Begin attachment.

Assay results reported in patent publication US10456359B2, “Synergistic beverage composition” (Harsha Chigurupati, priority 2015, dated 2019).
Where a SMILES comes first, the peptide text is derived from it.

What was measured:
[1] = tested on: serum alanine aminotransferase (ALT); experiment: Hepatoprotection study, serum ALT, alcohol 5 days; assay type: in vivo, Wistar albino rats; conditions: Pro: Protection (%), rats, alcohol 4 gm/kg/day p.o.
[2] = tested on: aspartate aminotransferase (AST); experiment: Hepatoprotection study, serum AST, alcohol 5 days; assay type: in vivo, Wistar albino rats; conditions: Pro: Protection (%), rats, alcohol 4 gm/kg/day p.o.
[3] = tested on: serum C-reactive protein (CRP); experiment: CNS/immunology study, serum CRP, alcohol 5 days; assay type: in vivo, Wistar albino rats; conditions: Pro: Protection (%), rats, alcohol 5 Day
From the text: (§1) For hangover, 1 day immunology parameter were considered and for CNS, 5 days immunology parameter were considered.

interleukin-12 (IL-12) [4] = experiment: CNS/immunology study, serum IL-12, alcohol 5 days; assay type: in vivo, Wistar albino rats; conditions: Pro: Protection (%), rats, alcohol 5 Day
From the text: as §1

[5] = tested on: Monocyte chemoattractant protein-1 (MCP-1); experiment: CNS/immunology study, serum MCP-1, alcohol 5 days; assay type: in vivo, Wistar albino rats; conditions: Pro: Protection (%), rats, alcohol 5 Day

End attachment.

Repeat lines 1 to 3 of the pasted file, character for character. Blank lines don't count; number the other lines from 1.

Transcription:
Assay results reported in patent publication US10456359B2, “Synergistic beverage composition” (Harsha Chigurupati, priority 2015, dated 2019).
Where a SMILES comes first, the peptide text is derived from it.

What was measured: